Liberal Democrat conference: There's still plenty of life in the Coalition insists Danny Alexander

Treasury Secretary claims parties will work well together in Government's final months

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The Coalition will announce a series of big new road, telecoms and housing projects in December as one of its last acts of policy in the dying days of this Government.

Danny Alexander told The Independent fringe meeting this evening that he and George Osborne were preparing to give the go-ahead to several major infrastructure schemes in the Autumn Statement.

And the Chief Secretary to the Treasury rejected suggestions that Lib Dem and Conservative ministers would not be able to work effectively together in the Coalition’s final months while setting out their own separate identities as parties.

“There is a big job we need to complete to take forward our plans for new infrastructure,” he said.

“We set out a National Infrastructure Plan in 2013 and set out our spending plans until 2021. We need in the Autumn Statement to make progress on that and I believe we can do that.”

Mr Alexander, who sidestepped a question about his eventual leadership ambitions, said he was angry his party did not win plaudits for some recent economic improvements which were portrayed in the media as the result of Conservative policies. 

“I get pretty disgruntled about the fact we are not really given our fair share of the credit for what we have done in the economy,” he said.

“Whenever there is good news in the economy it’s credited to George Osborne and the Conservatives. Every clause of the economic recovery plan and every difficult decision we have made have been as much authored by me as by George Osborne.

“It does pee me off because we done a bloody good job for this Government and we really need to shout about it.”

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The Independent's Steve Richards, right, with Danny Alexander at the Lib Dem Conference (Martin Hunter)

He said the party conference season had opened up a political space for the Lib Dems. Labour’s “deficit amnesia” illustrated that it could not be trusted to deliver a strong economy.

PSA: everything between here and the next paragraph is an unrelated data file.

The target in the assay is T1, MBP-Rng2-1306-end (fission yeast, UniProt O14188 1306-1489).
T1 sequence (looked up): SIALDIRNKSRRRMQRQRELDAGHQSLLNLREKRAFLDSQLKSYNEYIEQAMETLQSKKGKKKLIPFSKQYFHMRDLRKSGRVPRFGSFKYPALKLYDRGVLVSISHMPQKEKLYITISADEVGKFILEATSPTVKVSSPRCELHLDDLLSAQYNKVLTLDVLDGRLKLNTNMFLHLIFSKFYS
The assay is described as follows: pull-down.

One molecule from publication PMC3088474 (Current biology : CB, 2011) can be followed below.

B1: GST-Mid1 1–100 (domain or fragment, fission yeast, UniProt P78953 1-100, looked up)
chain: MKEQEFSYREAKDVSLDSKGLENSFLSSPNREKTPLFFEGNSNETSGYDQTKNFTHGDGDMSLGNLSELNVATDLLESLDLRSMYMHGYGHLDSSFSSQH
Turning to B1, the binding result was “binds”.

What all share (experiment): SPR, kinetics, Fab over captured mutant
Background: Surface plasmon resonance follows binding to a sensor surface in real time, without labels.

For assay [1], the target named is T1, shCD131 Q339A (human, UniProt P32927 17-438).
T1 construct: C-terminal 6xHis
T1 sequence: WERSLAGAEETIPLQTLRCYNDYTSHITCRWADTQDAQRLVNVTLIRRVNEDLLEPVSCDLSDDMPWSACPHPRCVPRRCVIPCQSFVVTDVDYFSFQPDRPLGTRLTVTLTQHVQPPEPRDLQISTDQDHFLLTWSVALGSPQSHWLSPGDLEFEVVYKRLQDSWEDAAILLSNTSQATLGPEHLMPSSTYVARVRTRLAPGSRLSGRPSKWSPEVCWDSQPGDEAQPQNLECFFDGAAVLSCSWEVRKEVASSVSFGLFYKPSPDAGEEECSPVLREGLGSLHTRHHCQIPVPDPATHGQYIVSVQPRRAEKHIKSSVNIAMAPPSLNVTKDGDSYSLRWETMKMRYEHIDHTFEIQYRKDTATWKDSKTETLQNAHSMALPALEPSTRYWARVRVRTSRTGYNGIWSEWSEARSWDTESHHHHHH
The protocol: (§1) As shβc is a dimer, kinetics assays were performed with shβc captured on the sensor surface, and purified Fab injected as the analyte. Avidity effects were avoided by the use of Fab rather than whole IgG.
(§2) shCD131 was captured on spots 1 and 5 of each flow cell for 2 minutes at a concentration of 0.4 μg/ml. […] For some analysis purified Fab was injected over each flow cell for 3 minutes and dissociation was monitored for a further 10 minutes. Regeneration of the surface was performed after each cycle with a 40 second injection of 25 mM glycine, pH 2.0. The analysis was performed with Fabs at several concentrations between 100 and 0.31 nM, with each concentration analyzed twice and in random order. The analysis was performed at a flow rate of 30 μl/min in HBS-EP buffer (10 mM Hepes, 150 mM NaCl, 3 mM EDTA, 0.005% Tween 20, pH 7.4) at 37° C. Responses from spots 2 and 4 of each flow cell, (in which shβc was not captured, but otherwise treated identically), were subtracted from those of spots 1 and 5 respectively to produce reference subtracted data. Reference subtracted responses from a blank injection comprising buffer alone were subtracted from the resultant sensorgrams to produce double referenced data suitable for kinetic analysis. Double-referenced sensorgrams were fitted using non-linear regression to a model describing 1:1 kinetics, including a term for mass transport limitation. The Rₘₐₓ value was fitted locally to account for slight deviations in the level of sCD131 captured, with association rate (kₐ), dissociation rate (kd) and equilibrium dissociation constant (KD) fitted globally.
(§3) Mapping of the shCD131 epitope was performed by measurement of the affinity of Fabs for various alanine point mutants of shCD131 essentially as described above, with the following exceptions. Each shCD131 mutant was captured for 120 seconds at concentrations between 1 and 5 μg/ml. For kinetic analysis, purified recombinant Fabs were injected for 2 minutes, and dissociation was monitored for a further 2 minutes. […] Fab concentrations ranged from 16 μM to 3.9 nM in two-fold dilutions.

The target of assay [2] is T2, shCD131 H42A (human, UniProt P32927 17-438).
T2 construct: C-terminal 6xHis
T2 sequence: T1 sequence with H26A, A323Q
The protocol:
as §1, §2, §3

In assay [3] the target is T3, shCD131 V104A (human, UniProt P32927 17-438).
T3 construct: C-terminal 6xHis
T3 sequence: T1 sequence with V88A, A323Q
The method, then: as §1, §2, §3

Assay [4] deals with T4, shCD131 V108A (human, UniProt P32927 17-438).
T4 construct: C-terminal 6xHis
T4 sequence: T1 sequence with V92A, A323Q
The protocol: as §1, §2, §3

The Conservatives’ “very hard-edged messages” about tax and deficit reduction had “enabled us to describe what the differences are between the parties”, he said.

Mr Alexander said that in retrospect he wished senior Lib Dems had done more to highlight their differences from the Conservatives in the Coalition’s early days.

“We did miss some of those opportunities and that was a mistake,” he told the packed meeting. “For some people it looked like we tried to sublimate our identity in the coalition.”

He said the “searing and life-changing” experience of the Scottish independence referendum campaign had deepened his commitment to the European Union, adding that his party has “very profound” differences with the Tories on the issue.

“I believe very strongly that Scotland is better off as part of the UK and that the UK is better off as part of the EU,” he said to applause.

“The tide of human progress for centuries, millennia, has been around removing barriers.”

Mr Alexander held out little prospect that if the Lib Dems were in another Coalition with the Conservatives they would push for real terms increases in public sector pay.

He added that he would push a future Government to follow a similar strategy to reduce the remaining deficit at a rate of 20 per cent tax increases and 80 per cent spending cuts.

Asked whether he would eventually like to succeed Nick Clegg, he replied: “I do hope Nick Clegg goes on as leader for many, many years.

“Generally my approach to these things is to deal with the issues as they arise.”

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